Like
      • Karl
      • Karl.1
      • 6 mths ago
      • Reported - view

      JGC you may very well be right, and it would be hard to find any “standard” symptoms of senescent cell death.

      I do get gastro symptoms from one time doses of ginger and dasatinib. And I had severe fever, chills from Dasatinib.

      Like
  • I think you need to do more frequent sessions.

    Dr Green takes dasatinib and fisetin every 2 weeks.

    I think that is a bit too frequent, but people report return of inflammation that the senolytics alleviated after about 3-4 weeks.

    So I think monthly sessions are more optimal versus a few times per year.

    Like
      • JGC
      • Retired Professor of Physics
      • JGC
      • 6 mths ago
      • Reported - view

      Fred Cloud 

          You may be right, Fred, but until we can do real senolytic-effectiveness tests (maybe by using Judy Campisi's killed-senescent-cell detection technique)  there is no way of really knowing.  Even at age 87, I don't seem to be experiencing perceptible inflammation, so I'm not being pushed by that.  Further, the senolytic sessions I do are sufficiently unpleasant and disruptive that I wouldn't welcome doing them more often, so I've settled on every 3 months.  On the other hand, perhaps they would be less unpleasant and disruptive if I did them more often.

          I've run out of Dasatinib, and my former supplier in India, BonHoa, does not seem to be in business any more.  I hope that by August I will have been able to find an alternative supplier and replenish my supply.

      Like
  • Geroprotect Autophagy Renew is an interesting product. This since it is one of the few products that contain piperlongumine.

     

    I think it is a substance that could use at lot more attention since it has many interesting properties. One that comes to my mind is the effect on prostate tissues. It blocks the androgen receptor as well as induce apoptosis in many cancerous cell lines. Another nice property is its good bioavailability and the low threshold to reach therapeutic levels.  

    https://www.urotoday.com/recent-abstracts/urologic-oncology/investigative-urology/52516-piperlongumine-induces-rapid-depletion-of-the-androgen-receptor-in-human-prostate-cancer-cells-abstract.htm

     

    https://www.ncbi.nlm.nih.gov/pmc/articles/PMC6087492/

    ”PL appears to be very safe, and its maximum tolerated oral dose in mice is >1 g/kg, while the effective therapeutic doses for cancer can be as low as 2.4 mg/kg by oral dosing."  If 2,4 mg/kg is translated to the human the equivalent, then 2,4 mg/kg in mice will be 2,4/12,3=0,195 mg/kg for a human. For a 80 kg person this means 80*0,195 mg =15,6 mg. to reach a therapeutic threshold for cancer treatment. So if you take 8 geroprotect autophagy renew then you take a dose of 80 mg piperlongumines.  

     

    80 mg looks like a massive dose! Have you noticed any change in urodynamics?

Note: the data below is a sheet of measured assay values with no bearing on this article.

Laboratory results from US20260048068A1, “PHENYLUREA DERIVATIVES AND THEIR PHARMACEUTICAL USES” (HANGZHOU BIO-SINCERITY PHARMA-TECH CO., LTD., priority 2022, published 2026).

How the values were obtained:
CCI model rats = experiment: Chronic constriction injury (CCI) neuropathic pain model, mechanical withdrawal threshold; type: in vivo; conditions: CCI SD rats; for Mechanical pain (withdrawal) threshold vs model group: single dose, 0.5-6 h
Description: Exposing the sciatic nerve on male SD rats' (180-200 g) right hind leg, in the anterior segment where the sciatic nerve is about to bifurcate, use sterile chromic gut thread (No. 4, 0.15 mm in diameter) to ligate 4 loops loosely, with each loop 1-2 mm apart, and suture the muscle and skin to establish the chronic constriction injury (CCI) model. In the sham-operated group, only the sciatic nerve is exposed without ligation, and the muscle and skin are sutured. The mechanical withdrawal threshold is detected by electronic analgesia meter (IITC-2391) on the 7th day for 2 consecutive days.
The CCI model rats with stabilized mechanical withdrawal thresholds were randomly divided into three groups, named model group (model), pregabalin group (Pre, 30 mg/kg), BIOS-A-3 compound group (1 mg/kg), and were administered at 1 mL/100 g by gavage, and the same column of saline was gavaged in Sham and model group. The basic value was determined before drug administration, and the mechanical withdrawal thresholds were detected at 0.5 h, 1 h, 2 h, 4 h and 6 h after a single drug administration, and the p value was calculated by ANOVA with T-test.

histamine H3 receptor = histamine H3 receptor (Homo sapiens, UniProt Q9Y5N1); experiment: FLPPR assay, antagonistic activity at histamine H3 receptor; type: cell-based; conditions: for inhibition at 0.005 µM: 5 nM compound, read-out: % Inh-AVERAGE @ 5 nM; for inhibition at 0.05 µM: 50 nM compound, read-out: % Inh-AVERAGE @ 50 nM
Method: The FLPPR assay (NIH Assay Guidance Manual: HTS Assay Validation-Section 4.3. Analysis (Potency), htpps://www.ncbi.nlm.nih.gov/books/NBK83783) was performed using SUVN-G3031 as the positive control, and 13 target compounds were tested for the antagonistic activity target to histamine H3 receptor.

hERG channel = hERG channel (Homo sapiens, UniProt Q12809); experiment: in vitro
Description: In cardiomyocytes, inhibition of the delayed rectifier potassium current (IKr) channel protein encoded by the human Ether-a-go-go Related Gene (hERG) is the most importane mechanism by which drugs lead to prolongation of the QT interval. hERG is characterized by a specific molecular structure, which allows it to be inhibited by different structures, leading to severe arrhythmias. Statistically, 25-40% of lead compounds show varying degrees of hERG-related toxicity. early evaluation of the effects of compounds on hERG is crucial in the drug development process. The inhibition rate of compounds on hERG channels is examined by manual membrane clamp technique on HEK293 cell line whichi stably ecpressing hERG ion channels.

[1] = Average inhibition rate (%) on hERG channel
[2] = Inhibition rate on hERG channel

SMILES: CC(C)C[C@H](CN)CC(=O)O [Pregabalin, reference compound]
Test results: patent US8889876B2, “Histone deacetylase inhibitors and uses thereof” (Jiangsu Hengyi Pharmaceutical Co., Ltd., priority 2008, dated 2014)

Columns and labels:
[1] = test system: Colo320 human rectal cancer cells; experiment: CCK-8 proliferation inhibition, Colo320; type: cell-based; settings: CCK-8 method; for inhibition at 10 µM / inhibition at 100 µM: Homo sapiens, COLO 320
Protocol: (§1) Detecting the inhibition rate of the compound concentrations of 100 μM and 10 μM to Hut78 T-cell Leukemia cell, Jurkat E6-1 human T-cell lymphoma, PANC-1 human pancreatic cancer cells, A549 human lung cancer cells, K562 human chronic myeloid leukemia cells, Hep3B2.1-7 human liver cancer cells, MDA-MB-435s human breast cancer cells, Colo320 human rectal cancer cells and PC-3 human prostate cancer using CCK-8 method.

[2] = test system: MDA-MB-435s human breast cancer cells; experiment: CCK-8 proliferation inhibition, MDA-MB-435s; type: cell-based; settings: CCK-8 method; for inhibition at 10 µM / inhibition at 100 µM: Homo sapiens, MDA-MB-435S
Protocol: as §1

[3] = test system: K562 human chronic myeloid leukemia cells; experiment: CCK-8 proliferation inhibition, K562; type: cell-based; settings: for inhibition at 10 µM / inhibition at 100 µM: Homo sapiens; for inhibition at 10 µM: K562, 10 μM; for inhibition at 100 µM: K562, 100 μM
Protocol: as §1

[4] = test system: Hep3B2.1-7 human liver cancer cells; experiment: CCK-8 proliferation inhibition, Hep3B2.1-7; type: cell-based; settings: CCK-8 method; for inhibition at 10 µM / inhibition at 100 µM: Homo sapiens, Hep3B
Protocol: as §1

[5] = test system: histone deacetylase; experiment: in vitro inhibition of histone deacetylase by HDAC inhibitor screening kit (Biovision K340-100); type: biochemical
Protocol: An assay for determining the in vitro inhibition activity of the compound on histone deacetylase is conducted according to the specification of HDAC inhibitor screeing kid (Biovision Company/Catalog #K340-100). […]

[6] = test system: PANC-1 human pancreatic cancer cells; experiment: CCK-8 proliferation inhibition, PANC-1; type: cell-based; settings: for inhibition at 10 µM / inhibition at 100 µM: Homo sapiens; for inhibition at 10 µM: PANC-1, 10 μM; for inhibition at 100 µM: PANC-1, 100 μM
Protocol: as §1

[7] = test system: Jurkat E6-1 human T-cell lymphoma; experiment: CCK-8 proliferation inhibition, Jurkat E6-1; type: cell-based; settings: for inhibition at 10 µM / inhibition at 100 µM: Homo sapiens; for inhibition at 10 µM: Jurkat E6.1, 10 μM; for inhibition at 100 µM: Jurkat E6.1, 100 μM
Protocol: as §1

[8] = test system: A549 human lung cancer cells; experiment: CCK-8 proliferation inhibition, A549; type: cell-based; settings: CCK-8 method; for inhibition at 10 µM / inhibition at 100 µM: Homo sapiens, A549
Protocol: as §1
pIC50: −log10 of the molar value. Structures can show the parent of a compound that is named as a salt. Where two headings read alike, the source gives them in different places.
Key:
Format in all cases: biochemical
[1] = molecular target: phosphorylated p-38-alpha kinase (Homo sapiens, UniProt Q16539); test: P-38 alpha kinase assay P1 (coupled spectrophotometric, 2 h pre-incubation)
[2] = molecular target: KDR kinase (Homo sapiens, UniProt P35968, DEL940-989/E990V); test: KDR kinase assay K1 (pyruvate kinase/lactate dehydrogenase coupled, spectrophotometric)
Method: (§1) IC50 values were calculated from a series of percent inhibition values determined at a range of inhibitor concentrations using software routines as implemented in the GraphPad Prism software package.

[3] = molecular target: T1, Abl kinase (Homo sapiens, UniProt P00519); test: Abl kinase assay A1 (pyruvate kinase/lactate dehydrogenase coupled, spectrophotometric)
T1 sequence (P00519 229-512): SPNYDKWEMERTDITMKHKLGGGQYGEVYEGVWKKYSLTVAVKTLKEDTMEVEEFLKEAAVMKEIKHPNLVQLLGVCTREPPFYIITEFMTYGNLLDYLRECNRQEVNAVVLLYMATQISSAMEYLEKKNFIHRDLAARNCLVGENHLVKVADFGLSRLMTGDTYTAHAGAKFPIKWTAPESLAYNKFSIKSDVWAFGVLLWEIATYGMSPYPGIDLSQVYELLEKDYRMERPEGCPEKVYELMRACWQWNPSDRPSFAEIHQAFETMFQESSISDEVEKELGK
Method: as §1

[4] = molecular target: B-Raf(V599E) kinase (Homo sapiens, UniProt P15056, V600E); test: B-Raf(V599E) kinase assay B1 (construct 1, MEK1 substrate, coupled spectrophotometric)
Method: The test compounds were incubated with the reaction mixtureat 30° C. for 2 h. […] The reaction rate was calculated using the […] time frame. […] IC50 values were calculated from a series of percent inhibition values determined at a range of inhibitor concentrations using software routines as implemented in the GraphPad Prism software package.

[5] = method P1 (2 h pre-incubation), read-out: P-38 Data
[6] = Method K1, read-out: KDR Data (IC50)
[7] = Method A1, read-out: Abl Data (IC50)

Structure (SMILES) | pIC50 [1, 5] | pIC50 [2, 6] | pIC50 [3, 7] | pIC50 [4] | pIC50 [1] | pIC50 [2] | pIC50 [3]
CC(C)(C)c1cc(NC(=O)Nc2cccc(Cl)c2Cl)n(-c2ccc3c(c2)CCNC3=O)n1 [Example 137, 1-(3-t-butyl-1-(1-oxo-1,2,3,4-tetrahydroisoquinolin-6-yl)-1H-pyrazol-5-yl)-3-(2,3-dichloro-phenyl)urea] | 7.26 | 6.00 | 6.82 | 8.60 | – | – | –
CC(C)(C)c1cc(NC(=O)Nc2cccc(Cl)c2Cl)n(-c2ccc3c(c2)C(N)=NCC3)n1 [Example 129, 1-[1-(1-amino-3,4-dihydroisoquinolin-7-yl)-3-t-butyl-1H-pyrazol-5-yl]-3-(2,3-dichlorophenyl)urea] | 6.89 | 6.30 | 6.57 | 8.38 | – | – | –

https://www.ncbi.nlm.nih.gov/pmc/articles/PMC5191878/#!po=53.0303

    "Another potential use of PL and its derivatives is in combination with ABT-263, or other inhibitors of Bcl-2 family proteins, for a synergistic senolytic effect. Although ABT-263 is a highly specific senolytic agent, it causes transient thrombocytopenia and neutropenia in patients this results from its inhibitory effect on Bcl-xL, which is important for platelet survival. We showed that PL had a strong synergistic effect on the senolytic activity of ABT-263 in vitro, potentially reducing the dose of ABT-263 needed to effectively deplete SCs. We expect this therapeutic approach would significantly reduce ABT-263-induced thrombocytopenia, making senolytic treatment with ABT-263 safer.”

     

    My personal exepience is from me taking at the most 3-4 geroprotect autophagy renew = 30 - 40 mg piperlongumine. I have taken the Geroprotect with theflavines (which are thought to be an inhibitor of BCL-2 ) which I bought from life extension. I also take it woth quercetin from thorne.  My anecdotal experience is that PL works well for me.

     

    One thing to keep in mind is that PL works in many ways. In ROS dependent ways as well as in ROS independent ways In some cancer research the positive effect of PL has been eradicated by n- Acetyl cysteine.

    Like
      • JGC
      • Retired Professor of Physics
      • JGC
      • 6 mths ago
      • Reported - view

      Staffan Olsson 

          I'm bit vague about the difference between piperine and piperlongumine.  I took 10 mg of the former and 80 mg of the latter in my three senolytic sessions.  In answer to your question, I did not experience any notable changes in urodynamics.  What changes might one expect?

      Like
    • JGC if the prostate is causing discomfort from BPH/prostatitis PL might (anecdotally) reduce the discomfort. 

      Like
      • JGC
      • Retired Professor of Physics
      • JGC
      • 6 mths ago
      • Reported - view

      Staffan Olsson 

          Fortunately, my prostate is normal size and has not yet been a problem.

      Like
  • JGC I'm just trying to understand. So you believe that the discomfort you experienced was clearing of senescent cells? Also, is this process normally regarded as something that happens so quickly?  Thank you

    Like
      • JGC
      • Retired Professor of Physics
      • JGC
      • 6 mths ago
      • Reported - view

      Michael 

          See my reply to Karl above.  Yes, I think the flu-like symptoms are the body's response to having the debris resulting from cell disassembly (apoptosis) dumped into the bloodstream.  It has been experienced by many of us who have done senolytics, and it tends to appear briefly on the first or second day of a senolytic sessions and stop soon after.  The symptoms I experienced were stronger than usual.